Tanya is offline Senior Member
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    Quote Originally Posted by Jayghf1978 View Post
    Is it unrealistic for me to expect him to be excellent at 12 weeks old? Considering our experiences and his age are we expecting too much? How do we improve his attitude a bit to fit our expectations?
    YES x100, you are expecting way too much. he sounds perfectly normal for a 12 week old. I say your expectations need to be adjusted.

    not saying to let him get away with everything and submit to his whims, just expect these things and realize they are NORMAL and part of growing up.

    Stop giving in. If he barks "until you give in" then he learns this works and it will be VERY hard to correct later on. IGNORE IGNORE IGNORE. negative attention is attention.

    make sure he gets plenty of exercise off leash in the yard, play dates with friends dog's (that are up to date on their shots). Make sure he has plenty of toys to play with (different kinds, see what works - stuff like nylabones and antlers are great for chewers, stuffed kongs can buy you peace). ANd make sure he gets plenty of training throughout the day (short sessions).

    After that, stick him in the crate for breaks so you can do other things. practice no attention until he stops barking. no treat unless he does something for you like a sit on command, and definately no treat for barking.

    make bathroom outings all about potty, take him out on leash, walk a small area and only reward if he pee. then bring him in. If you are not sure it was a ploy to get out, stick him in the crate and try again later.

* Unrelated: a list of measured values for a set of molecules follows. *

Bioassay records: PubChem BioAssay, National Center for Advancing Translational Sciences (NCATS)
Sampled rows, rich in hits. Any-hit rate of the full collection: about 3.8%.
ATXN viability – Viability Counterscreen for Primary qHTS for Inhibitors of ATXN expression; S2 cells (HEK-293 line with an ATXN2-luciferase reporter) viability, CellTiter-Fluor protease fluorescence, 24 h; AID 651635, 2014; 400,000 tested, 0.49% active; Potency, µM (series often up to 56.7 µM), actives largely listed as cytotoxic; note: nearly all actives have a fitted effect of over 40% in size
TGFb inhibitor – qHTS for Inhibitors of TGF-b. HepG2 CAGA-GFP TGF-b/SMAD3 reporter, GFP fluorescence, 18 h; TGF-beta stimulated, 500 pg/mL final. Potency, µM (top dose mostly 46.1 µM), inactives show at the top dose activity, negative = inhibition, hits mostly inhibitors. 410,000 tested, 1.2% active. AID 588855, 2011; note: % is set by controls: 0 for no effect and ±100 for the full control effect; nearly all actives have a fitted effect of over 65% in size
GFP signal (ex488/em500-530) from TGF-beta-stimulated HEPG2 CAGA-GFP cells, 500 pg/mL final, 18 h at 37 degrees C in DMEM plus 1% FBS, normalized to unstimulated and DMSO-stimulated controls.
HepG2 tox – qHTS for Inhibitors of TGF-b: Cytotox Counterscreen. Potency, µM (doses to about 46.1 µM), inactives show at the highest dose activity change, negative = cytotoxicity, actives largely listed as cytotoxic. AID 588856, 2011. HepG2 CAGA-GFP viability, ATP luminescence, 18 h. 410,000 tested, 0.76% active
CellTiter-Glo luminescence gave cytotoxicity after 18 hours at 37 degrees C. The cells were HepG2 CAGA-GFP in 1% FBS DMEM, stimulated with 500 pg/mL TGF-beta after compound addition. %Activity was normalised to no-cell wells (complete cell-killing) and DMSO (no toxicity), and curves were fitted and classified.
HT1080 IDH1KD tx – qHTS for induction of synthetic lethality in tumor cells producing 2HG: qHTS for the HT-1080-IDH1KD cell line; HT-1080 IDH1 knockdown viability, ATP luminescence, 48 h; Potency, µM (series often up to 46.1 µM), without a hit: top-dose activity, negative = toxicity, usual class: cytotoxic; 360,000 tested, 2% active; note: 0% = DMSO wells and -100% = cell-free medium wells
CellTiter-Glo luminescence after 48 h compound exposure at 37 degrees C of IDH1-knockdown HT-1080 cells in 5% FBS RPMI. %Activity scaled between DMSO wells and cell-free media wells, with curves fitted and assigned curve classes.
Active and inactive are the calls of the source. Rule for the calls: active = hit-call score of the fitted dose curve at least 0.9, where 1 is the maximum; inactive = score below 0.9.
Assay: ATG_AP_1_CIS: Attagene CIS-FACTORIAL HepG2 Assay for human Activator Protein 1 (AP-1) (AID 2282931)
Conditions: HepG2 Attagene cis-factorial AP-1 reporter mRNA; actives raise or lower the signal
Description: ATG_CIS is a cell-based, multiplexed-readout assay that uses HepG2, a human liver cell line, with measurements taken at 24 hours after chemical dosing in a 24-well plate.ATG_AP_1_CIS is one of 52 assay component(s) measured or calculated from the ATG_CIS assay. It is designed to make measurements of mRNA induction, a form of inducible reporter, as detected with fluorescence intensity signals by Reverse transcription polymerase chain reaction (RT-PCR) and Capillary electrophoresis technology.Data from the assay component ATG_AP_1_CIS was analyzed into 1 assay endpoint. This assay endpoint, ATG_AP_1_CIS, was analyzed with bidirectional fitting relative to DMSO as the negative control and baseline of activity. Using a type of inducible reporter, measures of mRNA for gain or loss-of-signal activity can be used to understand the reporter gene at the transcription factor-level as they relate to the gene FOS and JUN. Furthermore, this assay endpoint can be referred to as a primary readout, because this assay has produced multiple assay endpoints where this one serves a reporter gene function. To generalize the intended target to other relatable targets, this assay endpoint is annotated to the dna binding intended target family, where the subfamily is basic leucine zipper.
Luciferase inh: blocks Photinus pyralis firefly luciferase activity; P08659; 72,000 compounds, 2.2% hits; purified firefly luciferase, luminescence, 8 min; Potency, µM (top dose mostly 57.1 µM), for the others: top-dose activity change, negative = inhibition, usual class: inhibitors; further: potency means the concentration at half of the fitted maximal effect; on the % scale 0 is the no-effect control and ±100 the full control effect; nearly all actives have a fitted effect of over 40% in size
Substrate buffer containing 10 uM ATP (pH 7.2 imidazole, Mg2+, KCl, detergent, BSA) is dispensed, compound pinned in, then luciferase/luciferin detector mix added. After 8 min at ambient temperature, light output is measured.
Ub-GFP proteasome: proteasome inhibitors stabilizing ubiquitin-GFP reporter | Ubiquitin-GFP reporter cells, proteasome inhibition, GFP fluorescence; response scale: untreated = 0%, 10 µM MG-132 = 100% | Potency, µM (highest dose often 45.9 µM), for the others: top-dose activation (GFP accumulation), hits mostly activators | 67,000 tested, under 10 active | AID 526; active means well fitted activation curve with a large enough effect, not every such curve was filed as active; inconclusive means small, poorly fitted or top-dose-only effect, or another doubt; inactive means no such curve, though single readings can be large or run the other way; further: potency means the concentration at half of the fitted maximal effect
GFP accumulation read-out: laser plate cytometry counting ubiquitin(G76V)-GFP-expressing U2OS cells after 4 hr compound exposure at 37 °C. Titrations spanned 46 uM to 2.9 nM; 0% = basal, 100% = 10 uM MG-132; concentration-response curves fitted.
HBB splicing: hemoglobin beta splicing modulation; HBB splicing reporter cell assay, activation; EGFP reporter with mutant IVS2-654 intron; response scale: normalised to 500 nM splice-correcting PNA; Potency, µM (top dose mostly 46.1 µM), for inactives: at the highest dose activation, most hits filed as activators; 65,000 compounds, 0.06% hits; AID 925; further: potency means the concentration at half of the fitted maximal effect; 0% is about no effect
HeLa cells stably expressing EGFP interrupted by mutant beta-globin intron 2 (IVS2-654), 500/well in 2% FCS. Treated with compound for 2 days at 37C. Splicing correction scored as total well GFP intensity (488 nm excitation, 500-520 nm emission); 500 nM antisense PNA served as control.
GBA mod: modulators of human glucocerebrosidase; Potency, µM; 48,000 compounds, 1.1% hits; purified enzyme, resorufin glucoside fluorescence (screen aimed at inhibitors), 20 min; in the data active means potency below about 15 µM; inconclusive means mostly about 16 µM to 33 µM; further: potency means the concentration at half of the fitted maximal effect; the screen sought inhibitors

I think what is happening is as he gets a little older he has more energy to be rambunctious (as opposed to an 8 week old that is all short bursts of energy and tons of sleeping). So it is normal he is exploring more by biting and seeing what he can do and trying different things. Kinda like a baby moving from the state where they can't even roll over to the stage where they crawl and suddenly are everywhere!

    training is not a straight road. there are LOTS of steps back even after they are 1 year old. it's a lifelong road.
    Charlie (foster) and Rocky

  7. #5
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    brody is offline Senior Member
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    Quote Originally Posted by Tanya View Post
    YES x100, you are expecting way too much. he sounds perfectly normal for a 12 week old. I say your expectations need to be adjusted.

    not saying to let him get away with everything and submit to his whims, just expect these things and realize they are NORMAL and part of growing up.

    Stop giving in. If he barks "until you give in" then he learns this works and it will be VERY hard to correct later on. IGNORE IGNORE IGNORE. negative attention is attention.

    make sure he gets plenty of exercise off leash in the yard, play dates with friends dog's (that are up to date on their shots). Make sure he has plenty of toys to play with (different kinds, see what works - stuff like nylabones and antlers are great for chewers, stuffed kongs can buy you peace). ANd make sure he gets plenty of training throughout the day (short sessions).